Opinion: Getting that college degree isn’t enough anymore; quality internships are essential

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According to last year's report on child well-being by the Tennessee Commission on Children & Youth, 16.8% of Hamilton County's kids live in poverty — around 12,800 kids under the age of 18. This is a higher poverty rate than the population overall and a troubling signal for our future.

At the Community Foundation of Greater Chattanooga, we work on understanding the root causes of chronic poverty and look for tools to break these cycles. We know that higher education can be one particularly effective such tool.

Even so, the economics of higher education do not seem to favor working and middle-class families right now. Surveys of teens and their families have been consistently clear: A college degree is seen as expensive without a sufficient return, despite the clear earning advantages enjoyed by college graduates.

Another pernicious crisis at work: a significant portion of college graduates are underemployed. This means they are working, but in roles that don't require a degree or make full use of their skills.

The Community Foundation's donors understand this and are fighting this battle with us on two fronts:

First, direct financial aid remains essential. In 2023 alone, our supporters enabled us to grant 257 scholarships to local high schoolers, totaling nearly $1.5 million. Second, it means that new and more sophisticated internships are essential.

Not all internships are created equal, of course, and quality internships are not evenly distributed. Limited social networks ironically mean that many students simply will not learn about potential internships. For others, financial constraints make unpaid internships unfeasible if they need to work.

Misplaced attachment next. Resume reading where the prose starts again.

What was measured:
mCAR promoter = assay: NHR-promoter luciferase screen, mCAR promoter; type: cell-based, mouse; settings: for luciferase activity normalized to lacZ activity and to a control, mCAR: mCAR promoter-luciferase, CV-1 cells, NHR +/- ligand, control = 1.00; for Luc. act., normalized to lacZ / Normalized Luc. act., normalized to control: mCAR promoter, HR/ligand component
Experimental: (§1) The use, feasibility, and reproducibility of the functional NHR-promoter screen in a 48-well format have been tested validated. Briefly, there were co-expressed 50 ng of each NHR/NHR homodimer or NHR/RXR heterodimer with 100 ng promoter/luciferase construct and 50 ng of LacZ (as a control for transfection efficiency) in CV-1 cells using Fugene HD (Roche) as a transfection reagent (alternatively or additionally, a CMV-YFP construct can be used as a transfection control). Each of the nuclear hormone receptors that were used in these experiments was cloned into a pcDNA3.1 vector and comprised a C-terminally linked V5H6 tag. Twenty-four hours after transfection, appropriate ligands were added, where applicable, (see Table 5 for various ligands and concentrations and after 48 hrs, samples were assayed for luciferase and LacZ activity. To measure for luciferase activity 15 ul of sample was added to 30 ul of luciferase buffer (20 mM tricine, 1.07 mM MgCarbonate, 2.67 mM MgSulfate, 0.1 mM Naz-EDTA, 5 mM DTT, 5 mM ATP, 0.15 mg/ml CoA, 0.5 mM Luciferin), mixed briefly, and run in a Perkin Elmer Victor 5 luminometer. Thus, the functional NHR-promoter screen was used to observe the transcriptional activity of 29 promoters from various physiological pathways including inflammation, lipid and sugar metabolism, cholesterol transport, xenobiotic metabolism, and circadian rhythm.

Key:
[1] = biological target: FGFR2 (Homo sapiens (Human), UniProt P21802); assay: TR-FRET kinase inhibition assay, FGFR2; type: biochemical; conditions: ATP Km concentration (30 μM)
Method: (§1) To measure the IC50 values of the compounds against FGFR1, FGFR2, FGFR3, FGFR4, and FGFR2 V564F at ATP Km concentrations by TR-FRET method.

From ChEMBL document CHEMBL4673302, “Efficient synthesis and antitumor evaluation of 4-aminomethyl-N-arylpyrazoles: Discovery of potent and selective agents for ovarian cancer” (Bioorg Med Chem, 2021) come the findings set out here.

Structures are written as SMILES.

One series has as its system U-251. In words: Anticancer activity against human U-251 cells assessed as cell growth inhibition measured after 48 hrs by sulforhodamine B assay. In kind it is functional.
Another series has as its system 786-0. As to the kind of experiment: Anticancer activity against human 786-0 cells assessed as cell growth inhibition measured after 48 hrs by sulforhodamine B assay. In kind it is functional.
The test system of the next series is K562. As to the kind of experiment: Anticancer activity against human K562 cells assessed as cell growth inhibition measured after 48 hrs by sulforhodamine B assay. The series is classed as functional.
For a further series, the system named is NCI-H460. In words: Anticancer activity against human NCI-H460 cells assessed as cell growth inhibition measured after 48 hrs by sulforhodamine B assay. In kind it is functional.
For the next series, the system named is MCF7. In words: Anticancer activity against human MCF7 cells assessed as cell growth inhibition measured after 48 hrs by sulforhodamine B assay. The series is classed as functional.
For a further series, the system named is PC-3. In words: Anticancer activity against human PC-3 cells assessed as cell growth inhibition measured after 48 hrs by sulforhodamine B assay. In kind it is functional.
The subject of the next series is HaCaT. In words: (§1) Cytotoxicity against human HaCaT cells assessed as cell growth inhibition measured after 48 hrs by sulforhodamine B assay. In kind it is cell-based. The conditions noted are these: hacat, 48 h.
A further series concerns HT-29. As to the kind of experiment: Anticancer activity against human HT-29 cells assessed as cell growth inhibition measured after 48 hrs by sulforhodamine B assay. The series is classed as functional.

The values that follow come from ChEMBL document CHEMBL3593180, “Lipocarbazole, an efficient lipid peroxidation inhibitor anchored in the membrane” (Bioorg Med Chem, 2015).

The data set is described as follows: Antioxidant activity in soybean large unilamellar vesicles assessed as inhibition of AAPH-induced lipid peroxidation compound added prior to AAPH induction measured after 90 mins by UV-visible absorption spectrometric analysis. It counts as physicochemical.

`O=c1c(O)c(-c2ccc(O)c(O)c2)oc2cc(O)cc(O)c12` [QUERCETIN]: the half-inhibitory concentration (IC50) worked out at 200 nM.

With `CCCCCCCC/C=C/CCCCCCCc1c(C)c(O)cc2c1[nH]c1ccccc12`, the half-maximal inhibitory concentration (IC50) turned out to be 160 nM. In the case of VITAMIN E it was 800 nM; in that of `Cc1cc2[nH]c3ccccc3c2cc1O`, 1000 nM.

The Community Foundation is committed to doing its part to address this. We identify viable internship opportunities in our community and we engage and pay our own interns.

Employers can take more steps to bridge these divides for young adults. We would ask all Chattanooga businesses, large and small, to consider the following:

1. How can your organization expand access to work-based learning opportunities, including virtual internships, to reach more students? If this is not yet part of your company's DNA, figure out how you might start.

2. Are you willing to integrate learning experiences related to your company into academic curricula at local educational institutions? If so, with which institutions are you willing to partner?

3. What type of financial support are you providing your interns, particularly those who come from economically disadvantaged backgrounds?

4. If a full, semester-long internship is out of the question for your business, can you implement "micro-internships" that offer short-term, project-based work experiences for students?

5. Finally, is your company willing to partner with nonprofit organizations to develop structured internship programs that provide meaningful work experiences to economically disadvantaged students? As an employer, you are not expected to be intimately familiar with every neighborhood or population segment in Chattanooga, but that shouldn't stop you from looking harder to find great talent. The Community Foundation can be your partner in finding these connections.

Simply put, getting to and through college is no longer enough. A complete higher education now means both classroom instruction and valuable internships; employers, donors, and colleges share the responsibility of making sure these elements work together. For thousands of hard-working young people, breaking the cycle of intergenerational poverty depends on it.

Dr. Stephanie Young is the director of scholarships for the Community Foundation of Greater Chattanooga. She can be reached at SYoung@cfgc.org.

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